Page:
Public Policy Statement on Ethical Promotion and Patient Recruitment by Addiction
Treatment Programs
As addiction treatment has evolved, different models of treatment have been created.

The evolution of treatment models has not guaranteed access to evidence-based care.  Insurance coverage has expanded, and more people can now find treatment in many
different forms and settings. Entrepreneurs have entered the field and profit-driven treatment models are becoming more common. For the purposes of this policy  statement, an addiction treatment program is defined as an entity that claims to provide evaluation, treatment, or referral for substance-related and other addictive disorders.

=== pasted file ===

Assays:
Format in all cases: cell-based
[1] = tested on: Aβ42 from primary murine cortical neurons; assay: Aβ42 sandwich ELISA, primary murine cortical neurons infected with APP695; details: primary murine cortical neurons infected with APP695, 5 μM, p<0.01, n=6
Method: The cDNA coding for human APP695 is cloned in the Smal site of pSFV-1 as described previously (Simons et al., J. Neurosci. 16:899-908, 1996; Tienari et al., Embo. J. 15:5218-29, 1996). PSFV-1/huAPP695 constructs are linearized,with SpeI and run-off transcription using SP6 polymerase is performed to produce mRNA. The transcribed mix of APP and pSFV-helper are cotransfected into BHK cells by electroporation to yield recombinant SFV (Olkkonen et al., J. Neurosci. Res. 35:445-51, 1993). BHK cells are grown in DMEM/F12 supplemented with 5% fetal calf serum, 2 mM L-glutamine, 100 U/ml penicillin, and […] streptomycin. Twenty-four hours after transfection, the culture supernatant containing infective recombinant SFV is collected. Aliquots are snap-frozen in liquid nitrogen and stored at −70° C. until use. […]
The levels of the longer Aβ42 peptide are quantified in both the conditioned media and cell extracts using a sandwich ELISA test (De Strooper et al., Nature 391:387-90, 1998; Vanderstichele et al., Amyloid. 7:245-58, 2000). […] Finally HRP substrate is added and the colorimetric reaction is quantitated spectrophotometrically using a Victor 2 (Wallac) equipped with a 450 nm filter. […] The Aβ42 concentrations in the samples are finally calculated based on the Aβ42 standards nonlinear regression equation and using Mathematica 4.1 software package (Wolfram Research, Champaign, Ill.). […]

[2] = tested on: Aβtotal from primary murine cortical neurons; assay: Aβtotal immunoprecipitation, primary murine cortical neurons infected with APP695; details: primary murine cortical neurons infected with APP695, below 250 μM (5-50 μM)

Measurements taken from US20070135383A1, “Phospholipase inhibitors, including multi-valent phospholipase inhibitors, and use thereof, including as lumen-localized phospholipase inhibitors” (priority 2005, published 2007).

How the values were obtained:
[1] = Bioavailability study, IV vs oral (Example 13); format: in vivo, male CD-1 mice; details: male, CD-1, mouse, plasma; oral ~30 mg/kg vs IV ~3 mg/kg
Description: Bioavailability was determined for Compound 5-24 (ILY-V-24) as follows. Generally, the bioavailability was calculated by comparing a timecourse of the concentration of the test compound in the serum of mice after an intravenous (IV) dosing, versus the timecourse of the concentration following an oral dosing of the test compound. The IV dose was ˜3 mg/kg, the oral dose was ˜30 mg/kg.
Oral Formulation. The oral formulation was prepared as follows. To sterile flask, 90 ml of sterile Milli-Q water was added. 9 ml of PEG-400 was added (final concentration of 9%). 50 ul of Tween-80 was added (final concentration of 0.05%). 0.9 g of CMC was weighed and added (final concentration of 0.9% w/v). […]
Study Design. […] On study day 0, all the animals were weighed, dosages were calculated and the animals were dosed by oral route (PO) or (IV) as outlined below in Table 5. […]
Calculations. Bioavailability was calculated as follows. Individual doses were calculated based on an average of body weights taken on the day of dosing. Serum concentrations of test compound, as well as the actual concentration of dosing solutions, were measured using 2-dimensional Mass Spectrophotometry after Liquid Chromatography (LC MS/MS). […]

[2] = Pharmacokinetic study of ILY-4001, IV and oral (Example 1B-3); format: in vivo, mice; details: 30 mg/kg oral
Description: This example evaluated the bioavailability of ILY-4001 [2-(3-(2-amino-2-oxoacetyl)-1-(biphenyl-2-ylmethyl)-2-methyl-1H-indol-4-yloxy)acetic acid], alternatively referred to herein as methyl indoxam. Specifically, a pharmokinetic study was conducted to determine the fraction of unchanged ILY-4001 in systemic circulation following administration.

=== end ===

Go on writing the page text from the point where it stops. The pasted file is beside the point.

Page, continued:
Treatment programs may be free standing or part of a larger healthcare organization. Among the benefits of an effective treatment program is the delivery of multidisciplinary
services in a coordinated manner. In general, private, profit-driven treatment programs are subject to less regulation and oversight than publicly funded programs.
As the number and type of treatment programs have proliferated, marketing efforts to attract patients have become increasingly competitive and sophisticated. While ASAM
believes that most addiction treatment programs engage in ethical marketing practices, false advertising, misleading internet search engine results and websites, and deceptive